Links I Liked [Public Procurement]

1. Government outlines 'smartphone state', via Uber and blockchain. Great Wired interview with Matt Hancock (UK Government). I am ever so more bullish on the potential of the blockchain to be used in public procurement, particularly as a distributed contract ledger and "reputation repository".

2. Spanish Government takes ham fisted approach to slow payments in public procurement supply chains (Spanish). This is a tough nut to crack and I keep going in circles if the State  should interfere with purely private relationships, even though the problem of slow payments to sub-contractors is indeed real. But the Spanish state idea of awarding points for prompt payment seems way too far fetched too me. There has to be a better way.

3. More blockchain & banks. 

4. Announcing the Agile BPA awards: A conversation about the process. Very interesting initiative by 18F, the USA equivalent to the UK Digital Service.

5. What if citizens (and economic operators) could rate public authorities? Speculative but the more I think about the issue of reputation in public procurement cuts both ways. There is no reason why economic operators should not factor that piece of information in their go/no go decisions.

Links I Liked [Public Procurement]

1. Italian MOD moves from Microsoft Office to LibreOffice. Very interesting move, particularly taking into account we are talking about a Ministry of Defense. After a few (maybe one) success story with Munich, LibreOffice has not really been able to get a foothold in the public sector.

2. Banks love the blockchain. Maybe I should get cracking with a research project looking into how we can use the blockchain in public procurement. Any takers?

3. Could the public sector keep its services but save millions by using smaller consultancies? Speculative, but good point made by the authors about what 18F in the US has done with CALC. The more price transparency exists in public procurement, the more difficult it will be for companies to profit from arbitrage.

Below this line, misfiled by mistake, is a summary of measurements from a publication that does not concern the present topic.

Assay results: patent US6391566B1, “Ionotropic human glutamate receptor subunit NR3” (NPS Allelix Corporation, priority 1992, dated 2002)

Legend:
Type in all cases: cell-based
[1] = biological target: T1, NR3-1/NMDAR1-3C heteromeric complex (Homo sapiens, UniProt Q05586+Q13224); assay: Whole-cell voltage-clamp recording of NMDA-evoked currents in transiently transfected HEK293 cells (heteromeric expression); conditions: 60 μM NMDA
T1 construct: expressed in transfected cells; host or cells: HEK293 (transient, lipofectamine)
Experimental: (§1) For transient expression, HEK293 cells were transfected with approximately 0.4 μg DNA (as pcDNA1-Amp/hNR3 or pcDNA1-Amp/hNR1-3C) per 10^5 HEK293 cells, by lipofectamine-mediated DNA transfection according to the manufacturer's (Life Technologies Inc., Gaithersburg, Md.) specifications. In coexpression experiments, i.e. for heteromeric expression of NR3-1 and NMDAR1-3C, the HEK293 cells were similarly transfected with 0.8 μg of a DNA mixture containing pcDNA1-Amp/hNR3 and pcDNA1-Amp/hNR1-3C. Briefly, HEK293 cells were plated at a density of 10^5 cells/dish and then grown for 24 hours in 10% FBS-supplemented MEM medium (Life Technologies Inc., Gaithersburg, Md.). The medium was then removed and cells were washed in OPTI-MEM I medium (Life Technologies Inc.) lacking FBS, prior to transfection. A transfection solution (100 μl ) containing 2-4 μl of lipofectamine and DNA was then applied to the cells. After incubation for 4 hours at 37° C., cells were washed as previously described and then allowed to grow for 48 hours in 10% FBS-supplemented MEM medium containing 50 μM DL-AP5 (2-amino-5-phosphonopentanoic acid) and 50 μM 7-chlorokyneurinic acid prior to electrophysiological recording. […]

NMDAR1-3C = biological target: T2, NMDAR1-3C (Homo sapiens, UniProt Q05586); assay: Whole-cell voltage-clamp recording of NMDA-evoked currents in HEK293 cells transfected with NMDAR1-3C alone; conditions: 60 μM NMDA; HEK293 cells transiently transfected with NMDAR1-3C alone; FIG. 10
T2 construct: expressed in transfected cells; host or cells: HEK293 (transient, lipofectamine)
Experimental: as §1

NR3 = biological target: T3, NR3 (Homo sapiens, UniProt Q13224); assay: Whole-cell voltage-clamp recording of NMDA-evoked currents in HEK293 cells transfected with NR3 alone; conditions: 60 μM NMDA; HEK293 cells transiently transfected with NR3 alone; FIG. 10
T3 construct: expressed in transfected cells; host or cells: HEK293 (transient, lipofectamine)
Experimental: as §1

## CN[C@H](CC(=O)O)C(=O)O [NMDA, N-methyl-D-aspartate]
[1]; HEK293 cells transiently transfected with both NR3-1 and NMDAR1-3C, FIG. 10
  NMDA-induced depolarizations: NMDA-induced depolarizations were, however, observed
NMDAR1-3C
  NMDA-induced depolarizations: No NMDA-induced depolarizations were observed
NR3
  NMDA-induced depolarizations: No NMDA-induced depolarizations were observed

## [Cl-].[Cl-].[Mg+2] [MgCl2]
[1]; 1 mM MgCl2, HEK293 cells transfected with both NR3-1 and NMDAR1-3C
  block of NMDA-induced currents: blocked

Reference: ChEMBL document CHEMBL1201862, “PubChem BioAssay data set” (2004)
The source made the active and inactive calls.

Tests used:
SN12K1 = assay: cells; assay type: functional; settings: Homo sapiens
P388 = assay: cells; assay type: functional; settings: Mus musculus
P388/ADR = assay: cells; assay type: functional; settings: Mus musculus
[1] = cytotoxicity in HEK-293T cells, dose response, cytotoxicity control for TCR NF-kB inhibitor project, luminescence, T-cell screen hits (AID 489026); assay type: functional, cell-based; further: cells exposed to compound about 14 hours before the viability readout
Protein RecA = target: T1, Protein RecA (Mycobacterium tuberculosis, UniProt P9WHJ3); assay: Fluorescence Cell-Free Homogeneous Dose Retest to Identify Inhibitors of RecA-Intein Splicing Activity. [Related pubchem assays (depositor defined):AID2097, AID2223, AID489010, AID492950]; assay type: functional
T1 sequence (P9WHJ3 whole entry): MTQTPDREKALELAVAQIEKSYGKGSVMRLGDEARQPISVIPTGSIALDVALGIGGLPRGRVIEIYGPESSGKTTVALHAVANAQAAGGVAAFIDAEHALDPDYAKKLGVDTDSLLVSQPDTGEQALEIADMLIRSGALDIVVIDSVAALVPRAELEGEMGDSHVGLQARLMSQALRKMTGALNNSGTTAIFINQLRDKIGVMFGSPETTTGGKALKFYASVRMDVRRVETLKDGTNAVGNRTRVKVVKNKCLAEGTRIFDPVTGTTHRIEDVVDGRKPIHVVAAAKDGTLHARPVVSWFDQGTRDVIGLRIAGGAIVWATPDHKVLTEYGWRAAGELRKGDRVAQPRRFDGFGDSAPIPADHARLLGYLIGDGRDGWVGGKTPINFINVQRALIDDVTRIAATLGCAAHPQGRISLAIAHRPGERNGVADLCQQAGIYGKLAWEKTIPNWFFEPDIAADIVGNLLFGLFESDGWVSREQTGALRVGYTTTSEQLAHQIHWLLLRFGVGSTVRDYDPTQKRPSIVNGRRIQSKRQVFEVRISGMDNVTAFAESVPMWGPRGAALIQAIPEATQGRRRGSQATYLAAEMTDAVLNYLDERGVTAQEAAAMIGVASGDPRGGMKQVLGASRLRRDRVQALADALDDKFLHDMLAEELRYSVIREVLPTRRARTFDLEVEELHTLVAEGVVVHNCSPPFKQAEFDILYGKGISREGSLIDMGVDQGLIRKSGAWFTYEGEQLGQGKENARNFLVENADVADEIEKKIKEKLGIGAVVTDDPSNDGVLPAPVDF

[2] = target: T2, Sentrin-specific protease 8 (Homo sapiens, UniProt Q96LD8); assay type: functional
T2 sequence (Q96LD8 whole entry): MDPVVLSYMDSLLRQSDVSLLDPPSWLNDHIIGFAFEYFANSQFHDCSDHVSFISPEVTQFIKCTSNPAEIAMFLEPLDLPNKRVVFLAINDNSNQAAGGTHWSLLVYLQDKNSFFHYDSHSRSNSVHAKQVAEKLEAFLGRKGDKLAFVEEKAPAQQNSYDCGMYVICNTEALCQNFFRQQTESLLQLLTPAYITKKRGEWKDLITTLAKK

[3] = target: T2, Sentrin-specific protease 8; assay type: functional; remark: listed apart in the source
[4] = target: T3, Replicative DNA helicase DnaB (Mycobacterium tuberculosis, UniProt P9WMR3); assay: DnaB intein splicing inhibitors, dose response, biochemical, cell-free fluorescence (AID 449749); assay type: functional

4. Sally Collier goes on the record that she wants Government to move away from frameworks. I think these are excellent news. Let's hope the CCS delivers on this.

5. Denmark and Smart Cities. As always, I am sucker for these stories...

Links I Liked [Public Procurement]

Busy week for procurement news/tidbits it seems:

1. Abby Semple replied to my entry about life cycle costing. She has a paper on the subject-matter link between award criteria and environmental considerations (ungated copy here).

2. Public procurement needs a higher profile. Fully agreed.

3. Will more public services in the UK be outsourced, sorry "spun out"?

4. Spain could not care less about its transparency portal (in Spanish). It covers more than just procurement, but the need to use an electronic ID card (which based on my previous run ins with Spanish bureaucracy means only the Spanish ones will do) as an identification mechanism makes as much sense as a drug dealer asking a buyer to provide ID.

5. Further blockchain developments could help my crazy idea of using something similar in procurement.

Links I Liked [Public Procurement]

1. Getting rid of PQQs has unintended consequences as same questions are now asked in full tender. I was about to file this on the "hogwash & bullshit" file as ConstructionLine has a vested interest here, but changed my mind after thinking about it . As I have argued before the UK's pathological love affair with PQQs is a symptom (high barriers at the start to weed out potential suppliers, controlling the suppliers going forward and reducing workload) and not the cause. The problem is cultural and of capacity, but it can be solved as evidenced here. Central Government tackled the PQQ symptom instead of the cultural cause.